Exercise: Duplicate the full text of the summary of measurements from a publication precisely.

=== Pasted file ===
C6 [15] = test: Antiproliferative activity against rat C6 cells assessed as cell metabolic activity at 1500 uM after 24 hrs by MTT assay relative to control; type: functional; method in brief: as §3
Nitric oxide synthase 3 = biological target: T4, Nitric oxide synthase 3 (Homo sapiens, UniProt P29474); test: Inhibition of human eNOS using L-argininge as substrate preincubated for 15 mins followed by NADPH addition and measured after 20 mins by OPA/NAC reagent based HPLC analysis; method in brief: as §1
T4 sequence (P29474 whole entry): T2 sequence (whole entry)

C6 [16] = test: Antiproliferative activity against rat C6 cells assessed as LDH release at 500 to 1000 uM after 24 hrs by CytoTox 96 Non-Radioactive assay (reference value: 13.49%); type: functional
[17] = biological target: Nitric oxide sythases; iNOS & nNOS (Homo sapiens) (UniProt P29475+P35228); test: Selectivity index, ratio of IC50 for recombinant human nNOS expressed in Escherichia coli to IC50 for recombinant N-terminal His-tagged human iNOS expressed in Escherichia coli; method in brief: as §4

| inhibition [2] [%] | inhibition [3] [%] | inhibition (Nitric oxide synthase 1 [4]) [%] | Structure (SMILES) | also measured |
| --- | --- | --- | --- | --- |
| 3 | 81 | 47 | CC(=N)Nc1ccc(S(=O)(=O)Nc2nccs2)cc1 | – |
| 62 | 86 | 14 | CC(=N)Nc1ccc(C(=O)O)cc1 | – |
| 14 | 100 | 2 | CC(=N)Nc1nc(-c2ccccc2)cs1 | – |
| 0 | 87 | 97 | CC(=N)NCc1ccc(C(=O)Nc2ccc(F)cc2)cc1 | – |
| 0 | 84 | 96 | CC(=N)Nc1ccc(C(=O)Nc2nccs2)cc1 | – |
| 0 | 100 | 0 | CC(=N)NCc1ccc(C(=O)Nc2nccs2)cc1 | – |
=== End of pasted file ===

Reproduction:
C6 [15] = test: Antiproliferative activity against rat C6 cells assessed as cell metabolic activity at 1500 uM after 24 hrs by MTT assay relative to control; type: functional; method in brief: as §3
Nitric oxide synthase 3 = biological target: T4, Nitric oxide synthase 3 (Homo sapiens, UniProt P29474); test: Inhibition of human eNOS using L-argininge as substrate preincubated for 15 mins followed by NADPH addition and measured after 20 mins by OPA/NAC reagent based HPLC analysis; method in brief: as §1
T4 sequence (P29474 whole entry): T2 sequence (whole entry)

C6 [16] = test: Antiproliferative activity against rat C6 cells assessed as LDH release at 500 to 1000 uM after 24 hrs by CytoTox 96 Non-Radioactive assay (reference value: 13.49%); type: functional
[17] = biological target: Nitric oxide sythases; iNOS & nNOS (Homo sapiens) (UniProt P29475+P35228); test: Selectivity index, ratio of IC50 for recombinant human nNOS expressed in Escherichia coli to IC50 for recombinant N-terminal His-tagged human iNOS expressed in Escherichia coli; method in brief: as §4

| inhibition [2] [%] | inhibition [3] [%] | inhibition (Nitric oxide synthase 1 [4]) [%] | Structure (SMILES) | also measured |
| --- | --- | --- | --- | --- |
| 3 | 81 | 47 | CC(=N)Nc1ccc(S(=O)(=O)Nc2nccs2)cc1 | – |
| 62 | 86 | 14 | CC(=N)Nc1ccc(C(=O)O)cc1 | – |
| 14 | 100 | 2 | CC(=N)Nc1nc(-c2ccccc2)cs1 | – |
| 0 | 87 | 97 | CC(=N)NCc1ccc(C(=O)Nc2ccc(F)cc2)cc1 | – |
| 0 | 84 | 96 | CC(=N)Nc1ccc(C(=O)Nc2nccs2)cc1 | – |
| 0 | 100 | 0 | CC(=N)NCc1ccc(C(=O)Nc2nccs2)cc1 | – |